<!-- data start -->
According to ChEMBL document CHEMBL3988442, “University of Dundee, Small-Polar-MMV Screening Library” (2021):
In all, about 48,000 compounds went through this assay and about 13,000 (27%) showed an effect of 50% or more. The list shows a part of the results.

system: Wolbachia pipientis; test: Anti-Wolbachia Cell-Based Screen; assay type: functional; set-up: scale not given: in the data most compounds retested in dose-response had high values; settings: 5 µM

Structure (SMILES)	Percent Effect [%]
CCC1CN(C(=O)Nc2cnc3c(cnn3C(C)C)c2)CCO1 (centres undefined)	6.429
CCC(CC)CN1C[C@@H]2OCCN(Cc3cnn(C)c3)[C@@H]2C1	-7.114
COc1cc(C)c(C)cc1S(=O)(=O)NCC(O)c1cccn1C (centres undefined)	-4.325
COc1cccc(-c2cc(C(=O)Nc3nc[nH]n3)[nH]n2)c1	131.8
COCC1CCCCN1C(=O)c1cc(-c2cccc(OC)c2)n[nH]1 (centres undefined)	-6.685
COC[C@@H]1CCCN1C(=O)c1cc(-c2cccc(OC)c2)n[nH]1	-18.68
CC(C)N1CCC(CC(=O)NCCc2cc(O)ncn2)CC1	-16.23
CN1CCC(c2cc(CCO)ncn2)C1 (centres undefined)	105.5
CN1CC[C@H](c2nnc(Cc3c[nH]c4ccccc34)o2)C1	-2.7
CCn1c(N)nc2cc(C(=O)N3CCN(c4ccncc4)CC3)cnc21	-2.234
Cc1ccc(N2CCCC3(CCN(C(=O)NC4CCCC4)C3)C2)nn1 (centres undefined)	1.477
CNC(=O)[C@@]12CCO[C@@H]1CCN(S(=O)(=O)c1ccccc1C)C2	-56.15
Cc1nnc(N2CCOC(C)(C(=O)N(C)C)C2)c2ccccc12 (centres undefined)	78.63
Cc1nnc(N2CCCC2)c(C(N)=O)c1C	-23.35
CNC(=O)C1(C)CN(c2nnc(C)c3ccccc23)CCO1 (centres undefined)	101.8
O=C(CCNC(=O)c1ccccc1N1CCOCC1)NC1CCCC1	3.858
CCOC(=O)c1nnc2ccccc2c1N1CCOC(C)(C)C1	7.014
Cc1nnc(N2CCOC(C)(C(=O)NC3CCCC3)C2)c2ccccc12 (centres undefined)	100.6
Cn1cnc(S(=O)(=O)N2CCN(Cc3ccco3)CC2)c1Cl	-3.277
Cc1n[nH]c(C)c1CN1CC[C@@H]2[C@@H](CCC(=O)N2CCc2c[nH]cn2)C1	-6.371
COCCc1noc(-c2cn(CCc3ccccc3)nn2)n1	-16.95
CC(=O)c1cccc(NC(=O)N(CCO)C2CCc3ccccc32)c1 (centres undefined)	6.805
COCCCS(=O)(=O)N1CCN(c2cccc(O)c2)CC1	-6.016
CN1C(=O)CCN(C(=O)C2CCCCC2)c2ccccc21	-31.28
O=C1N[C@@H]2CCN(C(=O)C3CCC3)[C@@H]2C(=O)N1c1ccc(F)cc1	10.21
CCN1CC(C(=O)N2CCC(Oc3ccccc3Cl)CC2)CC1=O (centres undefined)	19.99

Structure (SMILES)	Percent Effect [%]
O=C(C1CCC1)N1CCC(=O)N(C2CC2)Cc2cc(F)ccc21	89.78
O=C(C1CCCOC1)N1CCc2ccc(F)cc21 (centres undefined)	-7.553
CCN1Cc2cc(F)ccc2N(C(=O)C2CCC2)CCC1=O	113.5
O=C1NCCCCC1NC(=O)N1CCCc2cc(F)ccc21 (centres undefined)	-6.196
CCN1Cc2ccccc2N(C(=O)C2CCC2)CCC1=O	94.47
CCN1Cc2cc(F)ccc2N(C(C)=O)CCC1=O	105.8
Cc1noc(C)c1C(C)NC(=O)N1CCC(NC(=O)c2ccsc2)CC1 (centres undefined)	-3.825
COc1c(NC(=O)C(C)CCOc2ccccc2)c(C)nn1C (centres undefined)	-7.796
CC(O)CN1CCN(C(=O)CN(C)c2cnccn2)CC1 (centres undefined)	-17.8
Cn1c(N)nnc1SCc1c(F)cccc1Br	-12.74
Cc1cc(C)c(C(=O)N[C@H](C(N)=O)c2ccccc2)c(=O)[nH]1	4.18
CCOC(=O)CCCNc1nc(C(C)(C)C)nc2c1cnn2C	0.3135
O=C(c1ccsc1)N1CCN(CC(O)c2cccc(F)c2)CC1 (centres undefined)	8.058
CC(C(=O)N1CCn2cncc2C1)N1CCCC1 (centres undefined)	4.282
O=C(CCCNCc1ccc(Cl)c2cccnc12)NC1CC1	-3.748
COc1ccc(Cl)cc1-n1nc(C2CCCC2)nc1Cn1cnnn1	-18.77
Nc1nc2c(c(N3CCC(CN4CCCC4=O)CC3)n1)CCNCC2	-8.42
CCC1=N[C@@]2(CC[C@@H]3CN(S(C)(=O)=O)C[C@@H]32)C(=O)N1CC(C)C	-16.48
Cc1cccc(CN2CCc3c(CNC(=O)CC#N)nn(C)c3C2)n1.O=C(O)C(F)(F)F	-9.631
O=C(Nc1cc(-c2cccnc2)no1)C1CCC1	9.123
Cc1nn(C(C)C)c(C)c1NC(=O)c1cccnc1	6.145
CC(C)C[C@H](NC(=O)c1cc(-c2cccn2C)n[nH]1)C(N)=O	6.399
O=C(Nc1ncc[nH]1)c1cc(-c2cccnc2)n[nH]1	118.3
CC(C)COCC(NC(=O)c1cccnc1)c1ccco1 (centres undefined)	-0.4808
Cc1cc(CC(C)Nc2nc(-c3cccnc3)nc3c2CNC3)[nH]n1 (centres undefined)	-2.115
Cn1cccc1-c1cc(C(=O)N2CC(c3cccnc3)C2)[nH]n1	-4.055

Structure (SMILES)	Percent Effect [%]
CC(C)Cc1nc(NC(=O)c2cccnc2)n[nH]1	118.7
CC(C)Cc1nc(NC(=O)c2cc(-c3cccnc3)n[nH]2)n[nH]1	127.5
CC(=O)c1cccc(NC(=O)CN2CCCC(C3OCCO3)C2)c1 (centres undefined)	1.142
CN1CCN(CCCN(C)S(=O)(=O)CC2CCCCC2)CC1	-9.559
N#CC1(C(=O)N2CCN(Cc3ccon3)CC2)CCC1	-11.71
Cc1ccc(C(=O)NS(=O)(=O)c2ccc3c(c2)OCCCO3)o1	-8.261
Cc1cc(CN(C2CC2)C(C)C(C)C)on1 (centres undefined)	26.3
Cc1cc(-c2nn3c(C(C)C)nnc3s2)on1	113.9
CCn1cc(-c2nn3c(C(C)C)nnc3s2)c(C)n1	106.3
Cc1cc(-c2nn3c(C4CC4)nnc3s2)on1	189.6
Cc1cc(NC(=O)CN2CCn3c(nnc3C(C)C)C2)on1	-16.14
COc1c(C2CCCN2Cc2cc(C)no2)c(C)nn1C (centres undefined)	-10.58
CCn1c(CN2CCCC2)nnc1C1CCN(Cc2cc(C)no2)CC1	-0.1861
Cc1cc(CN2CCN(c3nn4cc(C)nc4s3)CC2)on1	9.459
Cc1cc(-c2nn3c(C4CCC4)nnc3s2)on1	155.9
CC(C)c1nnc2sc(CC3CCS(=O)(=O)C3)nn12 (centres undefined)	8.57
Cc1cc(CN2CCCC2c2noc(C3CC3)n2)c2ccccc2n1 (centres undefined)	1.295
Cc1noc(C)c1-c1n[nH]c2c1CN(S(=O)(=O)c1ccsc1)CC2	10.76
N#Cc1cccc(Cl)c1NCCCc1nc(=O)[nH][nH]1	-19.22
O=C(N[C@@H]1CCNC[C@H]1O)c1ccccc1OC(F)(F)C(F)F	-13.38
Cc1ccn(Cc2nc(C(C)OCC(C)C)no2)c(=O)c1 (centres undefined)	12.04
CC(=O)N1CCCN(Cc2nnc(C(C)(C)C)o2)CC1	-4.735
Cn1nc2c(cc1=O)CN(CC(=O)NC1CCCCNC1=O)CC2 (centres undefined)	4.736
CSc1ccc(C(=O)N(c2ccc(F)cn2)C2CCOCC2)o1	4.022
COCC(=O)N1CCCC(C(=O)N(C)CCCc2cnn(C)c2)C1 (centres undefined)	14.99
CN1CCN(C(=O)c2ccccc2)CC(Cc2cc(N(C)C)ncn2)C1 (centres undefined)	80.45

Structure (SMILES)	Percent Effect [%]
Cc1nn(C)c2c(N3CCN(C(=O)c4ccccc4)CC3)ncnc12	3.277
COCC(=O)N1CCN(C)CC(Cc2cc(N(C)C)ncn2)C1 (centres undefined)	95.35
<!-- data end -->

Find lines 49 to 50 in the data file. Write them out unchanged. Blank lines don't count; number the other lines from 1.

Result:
CCC1=N[C@@]2(CC[C@@H]3CN(S(C)(=O)=O)C[C@@H]32)C(=O)N1CC(C)C	-16.48
Cc1cccc(CN2CCc3c(CNC(=O)CC#N)nn(C)c3C2)n1.O=C(O)C(F)(F)F	-9.631